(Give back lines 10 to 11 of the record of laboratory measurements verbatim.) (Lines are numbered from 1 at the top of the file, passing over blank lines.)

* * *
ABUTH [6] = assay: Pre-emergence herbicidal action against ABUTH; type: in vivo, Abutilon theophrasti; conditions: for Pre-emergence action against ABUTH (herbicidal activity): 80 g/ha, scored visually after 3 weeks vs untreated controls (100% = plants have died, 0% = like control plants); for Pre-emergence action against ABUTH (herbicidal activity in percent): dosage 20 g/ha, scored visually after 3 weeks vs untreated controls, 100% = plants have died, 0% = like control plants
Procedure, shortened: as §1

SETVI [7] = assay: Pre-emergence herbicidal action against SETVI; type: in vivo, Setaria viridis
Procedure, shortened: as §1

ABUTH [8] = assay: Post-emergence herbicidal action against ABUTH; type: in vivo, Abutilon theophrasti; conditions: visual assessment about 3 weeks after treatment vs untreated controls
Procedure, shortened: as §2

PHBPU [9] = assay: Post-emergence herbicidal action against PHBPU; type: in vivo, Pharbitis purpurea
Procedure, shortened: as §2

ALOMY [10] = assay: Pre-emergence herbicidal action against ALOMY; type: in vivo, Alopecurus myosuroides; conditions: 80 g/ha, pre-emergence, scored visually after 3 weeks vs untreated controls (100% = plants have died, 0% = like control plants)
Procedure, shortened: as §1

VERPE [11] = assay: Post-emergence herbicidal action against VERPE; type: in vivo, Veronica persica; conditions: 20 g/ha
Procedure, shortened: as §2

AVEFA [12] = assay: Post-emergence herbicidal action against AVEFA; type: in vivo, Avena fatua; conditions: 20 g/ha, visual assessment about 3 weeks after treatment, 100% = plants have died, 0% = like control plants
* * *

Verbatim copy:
Procedure, shortened: as §1

VERPE [11] = assay: Post-emergence herbicidal action against VERPE; type: in vivo, Veronica persica; conditions: 20 g/ha